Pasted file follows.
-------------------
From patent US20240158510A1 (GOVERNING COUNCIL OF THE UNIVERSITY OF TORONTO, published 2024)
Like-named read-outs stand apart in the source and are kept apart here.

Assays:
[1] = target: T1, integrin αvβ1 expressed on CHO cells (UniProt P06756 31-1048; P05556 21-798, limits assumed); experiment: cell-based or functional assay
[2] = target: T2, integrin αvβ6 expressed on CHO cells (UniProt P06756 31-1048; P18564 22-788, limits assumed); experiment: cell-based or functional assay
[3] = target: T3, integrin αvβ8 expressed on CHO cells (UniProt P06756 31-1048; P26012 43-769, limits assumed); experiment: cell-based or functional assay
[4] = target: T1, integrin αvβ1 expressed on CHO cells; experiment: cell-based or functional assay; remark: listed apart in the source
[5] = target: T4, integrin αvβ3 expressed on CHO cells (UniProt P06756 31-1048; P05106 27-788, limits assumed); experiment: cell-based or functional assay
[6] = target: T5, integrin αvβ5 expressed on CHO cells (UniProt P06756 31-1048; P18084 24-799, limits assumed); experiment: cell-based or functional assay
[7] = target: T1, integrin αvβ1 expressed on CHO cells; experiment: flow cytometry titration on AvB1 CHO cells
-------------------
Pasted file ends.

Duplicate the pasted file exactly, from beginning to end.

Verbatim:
From patent US20240158510A1 (GOVERNING COUNCIL OF THE UNIVERSITY OF TORONTO, published 2024)
Like-named read-outs stand apart in the source and are kept apart here.

Assays:
[1] = target: T1, integrin αvβ1 expressed on CHO cells (UniProt P06756 31-1048; P05556 21-798, limits assumed); experiment: cell-based or functional assay
[2] = target: T2, integrin αvβ6 expressed on CHO cells (UniProt P06756 31-1048; P18564 22-788, limits assumed); experiment: cell-based or functional assay
[3] = target: T3, integrin αvβ8 expressed on CHO cells (UniProt P06756 31-1048; P26012 43-769, limits assumed); experiment: cell-based or functional assay
[4] = target: T1, integrin αvβ1 expressed on CHO cells; experiment: cell-based or functional assay; remark: listed apart in the source
[5] = target: T4, integrin αvβ3 expressed on CHO cells (UniProt P06756 31-1048; P05106 27-788, limits assumed); experiment: cell-based or functional assay
[6] = target: T5, integrin αvβ5 expressed on CHO cells (UniProt P06756 31-1048; P18084 24-799, limits assumed); experiment: cell-based or functional assay
[7] = target: T1, integrin αvβ1 expressed on CHO cells; experiment: flow cytometry titration on AvB1 CHO cells